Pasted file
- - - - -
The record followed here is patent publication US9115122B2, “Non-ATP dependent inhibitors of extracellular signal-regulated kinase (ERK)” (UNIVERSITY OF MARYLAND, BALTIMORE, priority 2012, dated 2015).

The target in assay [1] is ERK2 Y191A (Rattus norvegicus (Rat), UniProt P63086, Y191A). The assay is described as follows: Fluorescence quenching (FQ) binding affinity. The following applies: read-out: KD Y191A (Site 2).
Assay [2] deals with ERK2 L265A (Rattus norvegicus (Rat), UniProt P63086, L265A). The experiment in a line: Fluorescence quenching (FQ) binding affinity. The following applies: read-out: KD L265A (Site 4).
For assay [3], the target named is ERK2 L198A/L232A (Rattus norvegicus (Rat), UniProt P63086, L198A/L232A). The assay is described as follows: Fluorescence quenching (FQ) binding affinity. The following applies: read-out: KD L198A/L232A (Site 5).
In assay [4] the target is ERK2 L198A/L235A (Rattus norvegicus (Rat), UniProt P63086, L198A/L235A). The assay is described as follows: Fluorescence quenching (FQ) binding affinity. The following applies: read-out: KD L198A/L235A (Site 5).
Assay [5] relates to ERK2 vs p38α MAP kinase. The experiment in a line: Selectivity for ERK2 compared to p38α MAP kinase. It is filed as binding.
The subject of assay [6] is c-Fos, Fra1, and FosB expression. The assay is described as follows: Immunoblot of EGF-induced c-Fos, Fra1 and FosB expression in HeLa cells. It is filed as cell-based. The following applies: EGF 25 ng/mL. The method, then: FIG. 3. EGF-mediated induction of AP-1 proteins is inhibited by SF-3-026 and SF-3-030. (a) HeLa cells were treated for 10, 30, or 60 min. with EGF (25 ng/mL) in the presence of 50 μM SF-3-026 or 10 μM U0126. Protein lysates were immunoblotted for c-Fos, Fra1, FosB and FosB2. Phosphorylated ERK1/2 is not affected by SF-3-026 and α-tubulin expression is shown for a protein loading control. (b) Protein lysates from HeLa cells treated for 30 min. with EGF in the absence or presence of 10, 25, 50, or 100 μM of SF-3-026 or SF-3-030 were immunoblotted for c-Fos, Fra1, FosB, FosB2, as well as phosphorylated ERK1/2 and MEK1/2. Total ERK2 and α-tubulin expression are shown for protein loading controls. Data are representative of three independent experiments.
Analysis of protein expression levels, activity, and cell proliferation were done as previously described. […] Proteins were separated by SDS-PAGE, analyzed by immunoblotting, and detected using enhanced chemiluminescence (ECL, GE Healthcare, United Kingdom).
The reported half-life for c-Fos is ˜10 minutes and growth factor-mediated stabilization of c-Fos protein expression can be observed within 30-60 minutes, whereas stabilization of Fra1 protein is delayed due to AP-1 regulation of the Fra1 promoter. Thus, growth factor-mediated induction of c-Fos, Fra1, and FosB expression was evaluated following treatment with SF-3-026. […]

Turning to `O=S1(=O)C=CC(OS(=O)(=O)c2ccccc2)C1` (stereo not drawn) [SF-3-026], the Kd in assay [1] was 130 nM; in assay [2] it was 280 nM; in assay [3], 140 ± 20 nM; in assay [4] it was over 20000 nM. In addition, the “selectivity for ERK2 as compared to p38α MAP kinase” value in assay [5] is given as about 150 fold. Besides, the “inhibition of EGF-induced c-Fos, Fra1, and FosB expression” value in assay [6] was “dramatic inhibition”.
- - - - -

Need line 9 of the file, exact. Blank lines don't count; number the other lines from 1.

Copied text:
The reported half-life for c-Fos is ˜10 minutes and growth factor-mediated stabilization of c-Fos protein expression can be observed within 30-60 minutes, whereas stabilization of Fra1 protein is delayed due to AP-1 regulation of the Fra1 promoter. Thus, growth factor-mediated induction of c-Fos, Fra1, and FosB expression was evaluated following treatment with SF-3-026. […]